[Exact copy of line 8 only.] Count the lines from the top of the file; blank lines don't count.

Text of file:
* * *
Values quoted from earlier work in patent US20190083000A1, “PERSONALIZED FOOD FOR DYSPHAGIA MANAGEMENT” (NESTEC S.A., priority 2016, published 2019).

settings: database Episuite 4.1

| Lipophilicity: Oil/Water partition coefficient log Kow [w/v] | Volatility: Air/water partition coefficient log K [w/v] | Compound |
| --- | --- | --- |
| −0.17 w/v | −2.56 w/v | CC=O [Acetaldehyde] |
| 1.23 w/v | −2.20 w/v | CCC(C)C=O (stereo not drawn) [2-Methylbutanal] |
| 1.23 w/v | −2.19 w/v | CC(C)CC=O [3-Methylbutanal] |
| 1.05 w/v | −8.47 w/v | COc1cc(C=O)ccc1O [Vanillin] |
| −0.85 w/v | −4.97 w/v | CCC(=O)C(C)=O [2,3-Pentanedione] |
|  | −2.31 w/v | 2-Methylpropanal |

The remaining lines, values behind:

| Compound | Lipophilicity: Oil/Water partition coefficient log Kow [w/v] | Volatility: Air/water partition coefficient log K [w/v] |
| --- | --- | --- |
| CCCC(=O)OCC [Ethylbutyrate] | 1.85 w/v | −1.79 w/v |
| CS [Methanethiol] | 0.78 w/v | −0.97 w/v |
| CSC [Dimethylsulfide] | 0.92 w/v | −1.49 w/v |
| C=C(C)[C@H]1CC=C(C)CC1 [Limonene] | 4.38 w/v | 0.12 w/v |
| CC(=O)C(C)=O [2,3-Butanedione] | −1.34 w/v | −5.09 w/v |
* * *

| 1.05 w/v | −8.47 w/v | COc1cc(C=O)ccc1O [Vanillin] |